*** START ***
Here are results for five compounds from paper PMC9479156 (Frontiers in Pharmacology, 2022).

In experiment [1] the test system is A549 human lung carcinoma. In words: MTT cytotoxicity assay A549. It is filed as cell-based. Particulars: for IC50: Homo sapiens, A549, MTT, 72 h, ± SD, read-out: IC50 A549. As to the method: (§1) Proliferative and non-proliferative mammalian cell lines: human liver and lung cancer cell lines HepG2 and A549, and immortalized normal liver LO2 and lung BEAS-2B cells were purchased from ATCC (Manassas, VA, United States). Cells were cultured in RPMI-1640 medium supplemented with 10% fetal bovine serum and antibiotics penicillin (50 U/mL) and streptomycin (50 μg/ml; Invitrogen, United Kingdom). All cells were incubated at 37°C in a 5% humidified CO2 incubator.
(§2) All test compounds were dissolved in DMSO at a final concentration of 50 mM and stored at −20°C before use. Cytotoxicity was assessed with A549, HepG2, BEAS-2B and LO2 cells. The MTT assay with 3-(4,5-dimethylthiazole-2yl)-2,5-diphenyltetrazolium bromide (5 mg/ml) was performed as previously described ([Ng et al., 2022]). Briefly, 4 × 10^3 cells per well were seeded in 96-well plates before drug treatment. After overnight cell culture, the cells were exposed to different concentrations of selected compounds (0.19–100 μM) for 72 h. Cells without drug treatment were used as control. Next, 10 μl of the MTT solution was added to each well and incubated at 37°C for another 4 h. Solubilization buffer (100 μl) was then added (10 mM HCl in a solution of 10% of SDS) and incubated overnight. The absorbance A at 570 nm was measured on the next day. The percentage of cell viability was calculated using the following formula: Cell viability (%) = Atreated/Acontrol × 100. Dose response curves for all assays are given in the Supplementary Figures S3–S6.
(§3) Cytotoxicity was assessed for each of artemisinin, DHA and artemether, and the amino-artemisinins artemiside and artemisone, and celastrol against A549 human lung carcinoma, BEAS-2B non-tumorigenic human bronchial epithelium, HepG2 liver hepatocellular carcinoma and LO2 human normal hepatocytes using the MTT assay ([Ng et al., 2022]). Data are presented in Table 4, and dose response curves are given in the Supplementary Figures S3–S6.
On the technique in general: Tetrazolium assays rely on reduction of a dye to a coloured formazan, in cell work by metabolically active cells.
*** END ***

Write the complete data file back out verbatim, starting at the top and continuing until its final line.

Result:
Here are results for five compounds from paper PMC9479156 (Frontiers in Pharmacology, 2022).

In experiment [1] the test system is A549 human lung carcinoma. In words: MTT cytotoxicity assay A549. It is filed as cell-based. Particulars: for IC50: Homo sapiens, A549, MTT, 72 h, ± SD, read-out: IC50 A549. As to the method: (§1) Proliferative and non-proliferative mammalian cell lines: human liver and lung cancer cell lines HepG2 and A549, and immortalized normal liver LO2 and lung BEAS-2B cells were purchased from ATCC (Manassas, VA, United States). Cells were cultured in RPMI-1640 medium supplemented with 10% fetal bovine serum and antibiotics penicillin (50 U/mL) and streptomycin (50 μg/ml; Invitrogen, United Kingdom). All cells were incubated at 37°C in a 5% humidified CO2 incubator.
(§2) All test compounds were dissolved in DMSO at a final concentration of 50 mM and stored at −20°C before use. Cytotoxicity was assessed with A549, HepG2, BEAS-2B and LO2 cells. The MTT assay with 3-(4,5-dimethylthiazole-2yl)-2,5-diphenyltetrazolium bromide (5 mg/ml) was performed as previously described ([Ng et al., 2022]). Briefly, 4 × 10^3 cells per well were seeded in 96-well plates before drug treatment. After overnight cell culture, the cells were exposed to different concentrations of selected compounds (0.19–100 μM) for 72 h. Cells without drug treatment were used as control. Next, 10 μl of the MTT solution was added to each well and incubated at 37°C for another 4 h. Solubilization buffer (100 μl) was then added (10 mM HCl in a solution of 10% of SDS) and incubated overnight. The absorbance A at 570 nm was measured on the next day. The percentage of cell viability was calculated using the following formula: Cell viability (%) = Atreated/Acontrol × 100. Dose response curves for all assays are given in the Supplementary Figures S3–S6.
(§3) Cytotoxicity was assessed for each of artemisinin, DHA and artemether, and the amino-artemisinins artemiside and artemisone, and celastrol against A549 human lung carcinoma, BEAS-2B non-tumorigenic human bronchial epithelium, HepG2 liver hepatocellular carcinoma and LO2 human normal hepatocytes using the MTT assay ([Ng et al., 2022]). Data are presented in Table 4, and dose response curves are given in the Supplementary Figures S3–S6.
On the technique in general: Tetrazolium assays rely on reduction of a dye to a coloured formazan, in cell work by metabolically active cells.